Photo by Kalegin Michail via Unsplash

We all have our little routines designed to help us get to sleep at night. For some people, it’s drinking a glass of warm milk before going to bed. For others, it’s a cup of tea and a hot bath while listening to some soothing tunes. Unfortunately, when you’re about to kick-start a three-night camp or are travelling halfway around the world, you’re probably not going to be able to conduct your bedtime ritual like usual.

The good news is that just because you can’t have everything you might want for a great night’s sleep while travelling, it doesn’t mean that you can’t take steps to improve your slumber. There are plenty of great foods out there that can boost your chances of getting a restful night – and they’re easy to take on the go. Here are five foods for better sleep:

We’re nuts about almonds! (Photo by Ignacio F. via Unsplash)

1. Almonds and walnuts

Walnuts, almonds and other nuts are particularly handy snacks when you’re travelling. These foods are easy to carry with you in a little pouch and they’re not going to make a mess. As well as being an easy way to fill your stomach, walnuts and almonds offer other benefits too. Walnuts are a good source of tryptophan and melatonin – both substances that will help you get to sleep. Tryptophan interacts with vitamin B to create niacin, which also produces serotonin, making you feel happier. Melatonin controls sleeping and waking patterns, regulating the things that help to put us to sleep.

Almonds also contain magnesium, which is great for reducing headaches (common among frequent fliers). Additionally, studies show that people with low magnesium often wake up frequently during the night so adding almonds to your routine could be great for sustaining sleep.

A little cheesy but still grate! (Photo by Anita Peeples via Unsplash)

2. Dairy products

You’ve probably heard before that there are dangers to eating cheese before bed, but the truth is that dairy products can actually be good for your slumber. Dairy products like cheese, milk, and even yoghurt are brimming with tryptophan. Since tryptophan needs something extra to make it work better, like carbohydrates, it’s good to know that dairy products are packed with those too.

The key to success is making sure that you pick a dairy product that isn’t too high in calories as well as something that your airline is going to feel comfortable allowing you to bring onto the plane. Maybe try asking for yoghurt with your meal.

Nobody puts baby spinach in a corner (Photo by Andrijana Bozic via Unsplash)

3. Leafy greens

Leafy greens are one of those foods that you probably won’t be able to find much of in packed meals during travel. However, that doesn’t mean you can’t stock up before you start your journey. A nice green smoothie made with vegetables like lettuce, kale, and spinach is a great way to get in some extra calcium – critical for making tryptophan work.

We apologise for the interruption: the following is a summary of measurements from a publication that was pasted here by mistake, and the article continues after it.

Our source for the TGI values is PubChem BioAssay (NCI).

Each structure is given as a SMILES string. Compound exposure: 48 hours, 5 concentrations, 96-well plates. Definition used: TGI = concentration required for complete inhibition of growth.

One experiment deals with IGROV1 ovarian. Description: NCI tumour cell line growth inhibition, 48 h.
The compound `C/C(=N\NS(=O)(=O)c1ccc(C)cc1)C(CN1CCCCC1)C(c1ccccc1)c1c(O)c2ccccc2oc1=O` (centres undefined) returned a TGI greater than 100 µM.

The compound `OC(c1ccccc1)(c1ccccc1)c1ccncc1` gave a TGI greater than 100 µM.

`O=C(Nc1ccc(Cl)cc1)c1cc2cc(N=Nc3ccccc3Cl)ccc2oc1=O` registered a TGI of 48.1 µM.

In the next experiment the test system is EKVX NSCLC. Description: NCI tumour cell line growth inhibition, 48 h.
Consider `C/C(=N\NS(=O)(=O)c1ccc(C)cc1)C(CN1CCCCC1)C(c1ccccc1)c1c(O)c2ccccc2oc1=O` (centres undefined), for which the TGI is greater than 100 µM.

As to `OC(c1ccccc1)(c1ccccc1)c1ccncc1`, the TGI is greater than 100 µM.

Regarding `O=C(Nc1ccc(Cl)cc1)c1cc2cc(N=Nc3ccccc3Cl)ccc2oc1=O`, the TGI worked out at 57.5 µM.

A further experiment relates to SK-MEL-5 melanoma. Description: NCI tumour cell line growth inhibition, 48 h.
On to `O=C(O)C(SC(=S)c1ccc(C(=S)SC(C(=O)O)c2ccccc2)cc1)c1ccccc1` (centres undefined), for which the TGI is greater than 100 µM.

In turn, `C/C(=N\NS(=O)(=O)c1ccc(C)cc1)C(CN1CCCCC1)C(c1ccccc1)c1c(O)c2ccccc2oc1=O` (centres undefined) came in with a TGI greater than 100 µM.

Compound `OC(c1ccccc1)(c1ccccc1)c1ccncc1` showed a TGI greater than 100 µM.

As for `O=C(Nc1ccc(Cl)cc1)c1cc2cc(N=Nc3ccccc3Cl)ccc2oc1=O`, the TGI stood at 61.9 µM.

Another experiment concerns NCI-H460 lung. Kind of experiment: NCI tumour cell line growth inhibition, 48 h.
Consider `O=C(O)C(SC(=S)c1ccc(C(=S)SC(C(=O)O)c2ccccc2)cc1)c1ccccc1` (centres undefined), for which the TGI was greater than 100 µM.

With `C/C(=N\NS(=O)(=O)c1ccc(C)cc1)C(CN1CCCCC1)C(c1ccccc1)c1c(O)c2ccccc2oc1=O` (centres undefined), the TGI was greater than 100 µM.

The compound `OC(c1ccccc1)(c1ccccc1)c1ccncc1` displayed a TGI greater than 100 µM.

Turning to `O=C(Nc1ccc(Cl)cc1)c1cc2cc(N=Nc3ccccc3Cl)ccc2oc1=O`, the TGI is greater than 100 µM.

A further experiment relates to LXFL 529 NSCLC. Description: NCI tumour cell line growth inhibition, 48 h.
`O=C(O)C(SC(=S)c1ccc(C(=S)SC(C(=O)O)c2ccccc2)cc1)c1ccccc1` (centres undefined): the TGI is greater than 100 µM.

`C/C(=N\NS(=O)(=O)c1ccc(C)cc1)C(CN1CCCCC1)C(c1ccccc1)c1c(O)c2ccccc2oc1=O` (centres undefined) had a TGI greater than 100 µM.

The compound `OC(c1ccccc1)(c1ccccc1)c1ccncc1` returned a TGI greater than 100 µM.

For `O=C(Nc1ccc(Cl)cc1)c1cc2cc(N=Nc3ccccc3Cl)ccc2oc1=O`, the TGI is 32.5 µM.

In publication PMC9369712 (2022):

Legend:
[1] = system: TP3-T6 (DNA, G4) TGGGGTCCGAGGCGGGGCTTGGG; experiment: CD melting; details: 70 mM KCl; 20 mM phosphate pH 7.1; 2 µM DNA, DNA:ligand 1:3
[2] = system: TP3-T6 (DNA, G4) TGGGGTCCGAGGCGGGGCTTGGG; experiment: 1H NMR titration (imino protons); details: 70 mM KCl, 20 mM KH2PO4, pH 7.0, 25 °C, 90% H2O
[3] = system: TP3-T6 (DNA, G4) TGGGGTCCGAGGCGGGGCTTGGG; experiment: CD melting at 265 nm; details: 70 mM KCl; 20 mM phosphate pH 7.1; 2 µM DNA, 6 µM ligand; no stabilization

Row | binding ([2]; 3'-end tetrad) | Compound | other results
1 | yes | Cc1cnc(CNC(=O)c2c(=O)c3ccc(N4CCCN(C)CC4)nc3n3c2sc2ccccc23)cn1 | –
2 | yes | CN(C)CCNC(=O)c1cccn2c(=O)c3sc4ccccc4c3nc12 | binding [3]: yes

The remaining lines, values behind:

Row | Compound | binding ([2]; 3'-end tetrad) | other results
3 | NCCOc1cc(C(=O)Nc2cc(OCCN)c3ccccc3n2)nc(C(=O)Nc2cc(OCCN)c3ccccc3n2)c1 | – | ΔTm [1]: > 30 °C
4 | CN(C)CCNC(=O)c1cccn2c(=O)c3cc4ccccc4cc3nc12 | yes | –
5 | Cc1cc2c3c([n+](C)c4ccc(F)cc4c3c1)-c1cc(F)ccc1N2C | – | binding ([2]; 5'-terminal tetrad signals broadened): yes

Wild lettuce also contains a substance called lactucarium, which many people believe to have healing as well as sedative properties. On top of all that, leafy greens are usually quite easy to eat and digest, so you won’t have to worry about gaining too much holiday weight.

As a community, vegans are growing in number, so always know that there will be options available to you:
The Art Of Being A Vegan On Holiday 

Have a cherry good day (Photo by Gaelle Marcel via Unsplash)

4. Cherries and bananas

Not all kinds of fruit are great for sleeping while you travel, as they can contain large amounts of natural sugar. However, cherries and bananas are an excellent choice. Drink a glass of natural cherry juice or eat a handful of cherries before you travel. To better manage your sleep/wake cycle, choose tarter cherries that generally contain more melatonin.

Bananas are a more affordable fruit alternative to bring with you on the go. They’re a wonderful source of vitamin B6 and potassium, which are both known to be important for making melatonin and inducing sleep.

Why do bees get married? Because they found their honey (Photo by Arwin Neil Baichoo via Unsplash)

5. Honey and grains

If you can get your hands on a homemade protein bar before your next trip, make sure it’s packed full of honey and grains. Honey raises insulin levels which directs tryptophan towards your brain. According to Sleep Report, honey is also good to help you drift off to a good night’s sleep. Additionally, you can even take honey in the form of sweetener for your tea. Finally, whole grains like barley, bulgur, and other options are rich in magnesium. This means that you’re more likely to stay asleep for longer when you drift off. Happy sleeping!

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